George Wesley Bellows
American (1882 - 1925)
12 7/8 in. x 10 3/4 in. (32.7 cm x 27.31 cm)
Bryn Mawr College
This object has the following keywords:
- American Scene - Movement of American figurative painting active from the 1920s to the 1940s, committed to the establishment of a genuinely American art by the realistic depiction of contemporary American life and the repudiation of contemporary nonrealist styles introduced by the Armory Show.
- artists - People who produce work in the visual arts. For those in the performing arts, see "performing artists."
- Ashcan School - Designates the style and movement of the early 1900s centralized on the portrayal of pedestrian and ordinary aspects of urban living. The style challenges the academic aesthetic of 'art for art's sake' and champions the idea of 'art for life' in the abandonment of learned techniques and the focus on the vitality and idiosyncrasies of everyday street life.
- group portraits - Portraits depicting two or more individuals.
- portraits - Representations of real individuals that are intended to capture a known or supposed likeness, usually including the face of the person. For representations intended to be anonymous, or of fictional or mythological characters, see "figures (representations)."
- social realism - Refers to works depicting realistic situations with tones of social protest, common especially in the 1930s and 1940s. For the representational art in Communist countries sanctioned by the government, use "Socialist Realist."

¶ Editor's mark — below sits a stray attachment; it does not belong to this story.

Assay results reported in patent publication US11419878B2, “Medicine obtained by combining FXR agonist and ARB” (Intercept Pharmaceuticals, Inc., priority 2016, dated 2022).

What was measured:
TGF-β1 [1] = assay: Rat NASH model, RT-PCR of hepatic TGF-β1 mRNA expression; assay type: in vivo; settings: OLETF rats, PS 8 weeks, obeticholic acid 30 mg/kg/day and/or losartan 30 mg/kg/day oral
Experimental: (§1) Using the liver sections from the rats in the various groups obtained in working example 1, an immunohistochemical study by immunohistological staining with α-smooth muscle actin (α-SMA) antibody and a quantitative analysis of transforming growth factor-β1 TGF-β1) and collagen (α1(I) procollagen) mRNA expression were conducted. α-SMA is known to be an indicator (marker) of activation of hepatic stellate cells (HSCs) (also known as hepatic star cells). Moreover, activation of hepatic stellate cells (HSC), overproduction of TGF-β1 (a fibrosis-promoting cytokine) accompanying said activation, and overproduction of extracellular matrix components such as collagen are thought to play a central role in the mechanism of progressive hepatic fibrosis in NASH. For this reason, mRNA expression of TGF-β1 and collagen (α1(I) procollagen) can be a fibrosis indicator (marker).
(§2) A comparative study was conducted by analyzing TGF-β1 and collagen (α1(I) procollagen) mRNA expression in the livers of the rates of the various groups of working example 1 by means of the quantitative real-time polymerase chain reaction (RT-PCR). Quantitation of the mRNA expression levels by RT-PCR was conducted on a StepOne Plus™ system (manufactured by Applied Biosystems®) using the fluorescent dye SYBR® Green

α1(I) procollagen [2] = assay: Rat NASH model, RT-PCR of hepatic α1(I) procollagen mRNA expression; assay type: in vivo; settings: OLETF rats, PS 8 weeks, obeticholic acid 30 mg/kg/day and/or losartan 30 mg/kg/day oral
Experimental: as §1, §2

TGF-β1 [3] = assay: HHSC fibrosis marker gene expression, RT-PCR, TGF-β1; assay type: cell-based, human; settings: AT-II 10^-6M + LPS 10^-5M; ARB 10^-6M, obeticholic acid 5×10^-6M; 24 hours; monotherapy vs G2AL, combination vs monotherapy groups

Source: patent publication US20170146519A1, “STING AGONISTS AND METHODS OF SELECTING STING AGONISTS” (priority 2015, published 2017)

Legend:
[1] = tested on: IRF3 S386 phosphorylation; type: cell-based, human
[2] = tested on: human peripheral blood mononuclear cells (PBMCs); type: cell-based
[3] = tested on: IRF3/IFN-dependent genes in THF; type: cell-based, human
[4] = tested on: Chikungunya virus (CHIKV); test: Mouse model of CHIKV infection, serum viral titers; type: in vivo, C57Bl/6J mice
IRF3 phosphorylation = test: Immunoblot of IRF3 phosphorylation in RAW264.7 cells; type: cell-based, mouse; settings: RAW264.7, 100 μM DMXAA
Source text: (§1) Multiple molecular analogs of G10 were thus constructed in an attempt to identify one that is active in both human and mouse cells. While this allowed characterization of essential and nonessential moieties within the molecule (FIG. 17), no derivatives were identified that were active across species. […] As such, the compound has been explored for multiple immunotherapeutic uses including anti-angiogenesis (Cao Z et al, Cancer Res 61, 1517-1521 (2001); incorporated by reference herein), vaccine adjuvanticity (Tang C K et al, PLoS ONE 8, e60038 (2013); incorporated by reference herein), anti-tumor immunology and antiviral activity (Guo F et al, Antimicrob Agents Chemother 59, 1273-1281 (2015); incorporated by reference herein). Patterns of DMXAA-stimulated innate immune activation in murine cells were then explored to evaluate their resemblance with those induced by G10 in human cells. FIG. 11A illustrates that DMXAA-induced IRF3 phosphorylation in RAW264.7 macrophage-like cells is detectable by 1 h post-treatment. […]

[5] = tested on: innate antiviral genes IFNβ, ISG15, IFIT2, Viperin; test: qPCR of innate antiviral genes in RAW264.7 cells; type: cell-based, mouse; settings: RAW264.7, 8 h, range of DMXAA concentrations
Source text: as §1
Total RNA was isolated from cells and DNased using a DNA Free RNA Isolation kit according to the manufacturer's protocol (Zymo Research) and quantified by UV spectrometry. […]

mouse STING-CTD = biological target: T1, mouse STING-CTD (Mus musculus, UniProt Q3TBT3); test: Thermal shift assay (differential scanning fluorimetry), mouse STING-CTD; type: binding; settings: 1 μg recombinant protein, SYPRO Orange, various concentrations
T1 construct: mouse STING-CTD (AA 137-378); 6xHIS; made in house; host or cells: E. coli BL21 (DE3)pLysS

- studios - Working places set aside for artists to work. The term is generally applied to workspaces used by artists creating fine art, particularly art dating from the 16th century to the present. The characteristics of a studio may be dictated by the practical requirements of adequate light, ample space in which to create the work of art, and storage of materials. Display of the finished art works and training may also be accommodated in a studio. Creation of an art work may require a range of artistic processes; therefore, separate areas of work may be delegated in the studio. The term may also refer to spaces used by dancers, singers, musicians, and other performing artists to create or practice. The term "workshops" is generally refers to spaces used by craftspeople, artists working prior to the 16th century, and industrial workers. For studios that are larger spaces or complexes, and are used to create films, television or radio programs, or other large scale productions, use "motion picture studios," "broadcasting studios," "sound studios," "recording studios," "radio studios," or "television studios."
- Sheet Dimensions: 12 7/8 x 10 3/4 in. (32.703 x 27.305 cm)
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